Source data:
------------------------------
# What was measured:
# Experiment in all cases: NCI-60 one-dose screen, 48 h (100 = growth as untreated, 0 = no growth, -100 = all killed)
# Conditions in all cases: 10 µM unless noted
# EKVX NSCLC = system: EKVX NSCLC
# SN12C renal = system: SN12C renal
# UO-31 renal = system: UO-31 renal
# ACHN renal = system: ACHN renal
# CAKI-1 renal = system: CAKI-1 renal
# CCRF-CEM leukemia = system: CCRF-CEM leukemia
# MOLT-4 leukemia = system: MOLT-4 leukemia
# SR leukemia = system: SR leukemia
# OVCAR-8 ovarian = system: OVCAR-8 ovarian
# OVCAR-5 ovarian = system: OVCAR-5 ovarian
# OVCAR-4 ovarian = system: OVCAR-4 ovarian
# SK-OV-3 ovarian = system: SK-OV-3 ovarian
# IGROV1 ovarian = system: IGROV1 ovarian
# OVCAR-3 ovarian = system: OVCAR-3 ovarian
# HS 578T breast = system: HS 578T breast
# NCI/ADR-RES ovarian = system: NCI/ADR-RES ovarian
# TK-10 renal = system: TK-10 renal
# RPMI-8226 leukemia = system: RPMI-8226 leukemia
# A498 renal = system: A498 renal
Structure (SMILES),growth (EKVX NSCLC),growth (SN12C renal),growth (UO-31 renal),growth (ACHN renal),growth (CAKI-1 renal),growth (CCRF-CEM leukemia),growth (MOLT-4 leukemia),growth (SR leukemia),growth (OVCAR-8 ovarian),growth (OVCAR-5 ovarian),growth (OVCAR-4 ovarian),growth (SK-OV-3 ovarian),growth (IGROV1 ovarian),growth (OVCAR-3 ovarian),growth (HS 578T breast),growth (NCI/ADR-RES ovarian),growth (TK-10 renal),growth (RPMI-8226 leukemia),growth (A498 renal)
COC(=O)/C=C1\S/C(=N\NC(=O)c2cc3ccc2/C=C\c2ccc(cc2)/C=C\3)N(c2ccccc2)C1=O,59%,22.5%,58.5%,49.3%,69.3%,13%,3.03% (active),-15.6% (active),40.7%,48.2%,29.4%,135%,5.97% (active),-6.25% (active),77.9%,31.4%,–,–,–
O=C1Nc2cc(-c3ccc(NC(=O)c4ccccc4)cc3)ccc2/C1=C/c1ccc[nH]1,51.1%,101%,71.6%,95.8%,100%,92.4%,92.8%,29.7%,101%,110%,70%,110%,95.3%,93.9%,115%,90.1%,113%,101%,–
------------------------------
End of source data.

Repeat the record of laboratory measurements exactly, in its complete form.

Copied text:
# What was measured:
# Experiment in all cases: NCI-60 one-dose screen, 48 h (100 = growth as untreated, 0 = no growth, -100 = all killed)
# Conditions in all cases: 10 µM unless noted
# EKVX NSCLC = system: EKVX NSCLC
# SN12C renal = system: SN12C renal
# UO-31 renal = system: UO-31 renal
# ACHN renal = system: ACHN renal
# CAKI-1 renal = system: CAKI-1 renal
# CCRF-CEM leukemia = system: CCRF-CEM leukemia
# MOLT-4 leukemia = system: MOLT-4 leukemia
# SR leukemia = system: SR leukemia
# OVCAR-8 ovarian = system: OVCAR-8 ovarian
# OVCAR-5 ovarian = system: OVCAR-5 ovarian
# OVCAR-4 ovarian = system: OVCAR-4 ovarian
# SK-OV-3 ovarian = system: SK-OV-3 ovarian
# IGROV1 ovarian = system: IGROV1 ovarian
# OVCAR-3 ovarian = system: OVCAR-3 ovarian
# HS 578T breast = system: HS 578T breast
# NCI/ADR-RES ovarian = system: NCI/ADR-RES ovarian
# TK-10 renal = system: TK-10 renal
# RPMI-8226 leukemia = system: RPMI-8226 leukemia
# A498 renal = system: A498 renal
Structure (SMILES),growth (EKVX NSCLC),growth (SN12C renal),growth (UO-31 renal),growth (ACHN renal),growth (CAKI-1 renal),growth (CCRF-CEM leukemia),growth (MOLT-4 leukemia),growth (SR leukemia),growth (OVCAR-8 ovarian),growth (OVCAR-5 ovarian),growth (OVCAR-4 ovarian),growth (SK-OV-3 ovarian),growth (IGROV1 ovarian),growth (OVCAR-3 ovarian),growth (HS 578T breast),growth (NCI/ADR-RES ovarian),growth (TK-10 renal),growth (RPMI-8226 leukemia),growth (A498 renal)
COC(=O)/C=C1\S/C(=N\NC(=O)c2cc3ccc2/C=C\c2ccc(cc2)/C=C\3)N(c2ccccc2)C1=O,59%,22.5%,58.5%,49.3%,69.3%,13%,3.03% (active),-15.6% (active),40.7%,48.2%,29.4%,135%,5.97% (active),-6.25% (active),77.9%,31.4%,–,–,–
O=C1Nc2cc(-c3ccc(NC(=O)c4ccccc4)cc3)ccc2/C1=C/c1ccc[nH]1,51.1%,101%,71.6%,95.8%,100%,92.4%,92.8%,29.7%,101%,110%,70%,110%,95.3%,93.9%,115%,90.1%,113%,101%,–